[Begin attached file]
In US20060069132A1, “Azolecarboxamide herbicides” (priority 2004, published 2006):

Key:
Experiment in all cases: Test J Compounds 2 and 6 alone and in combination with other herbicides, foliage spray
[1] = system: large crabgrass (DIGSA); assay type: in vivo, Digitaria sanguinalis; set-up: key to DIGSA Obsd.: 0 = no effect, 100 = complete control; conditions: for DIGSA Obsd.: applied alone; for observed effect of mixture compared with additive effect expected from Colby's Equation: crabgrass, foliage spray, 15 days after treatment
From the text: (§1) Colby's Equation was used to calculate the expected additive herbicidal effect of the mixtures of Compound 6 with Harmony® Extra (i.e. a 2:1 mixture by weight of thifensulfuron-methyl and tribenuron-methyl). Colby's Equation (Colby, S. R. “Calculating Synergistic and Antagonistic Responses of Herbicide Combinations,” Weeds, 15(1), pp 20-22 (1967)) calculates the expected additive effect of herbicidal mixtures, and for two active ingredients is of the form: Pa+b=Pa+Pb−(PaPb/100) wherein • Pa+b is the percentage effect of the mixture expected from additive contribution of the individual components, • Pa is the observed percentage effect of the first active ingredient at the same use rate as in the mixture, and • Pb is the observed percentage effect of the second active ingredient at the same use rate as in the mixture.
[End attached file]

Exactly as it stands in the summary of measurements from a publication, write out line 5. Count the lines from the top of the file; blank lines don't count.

From the text: (§1) Colby's Equation was used to calculate the expected additive herbicidal effect of the mixtures of Compound 6 with Harmony® Extra (i.e. a 2:1 mixture by weight of thifensulfuron-methyl and tribenuron-methyl). Colby's Equation (Colby, S. R. “Calculating Synergistic and Antagonistic Responses of Herbicide Combinations,” Weeds, 15(1), pp 20-22 (1967)) calculates the expected additive effect of herbicidal mixtures, and for two active ingredients is of the form: Pa+b=Pa+Pb−(PaPb/100) wherein • Pa+b is the percentage effect of the mixture expected from additive contribution of the individual components, • Pa is the observed percentage effect of the first active ingredient at the same use rate as in the mixture, and • Pb is the observed percentage effect of the second active ingredient at the same use rate as in the mixture.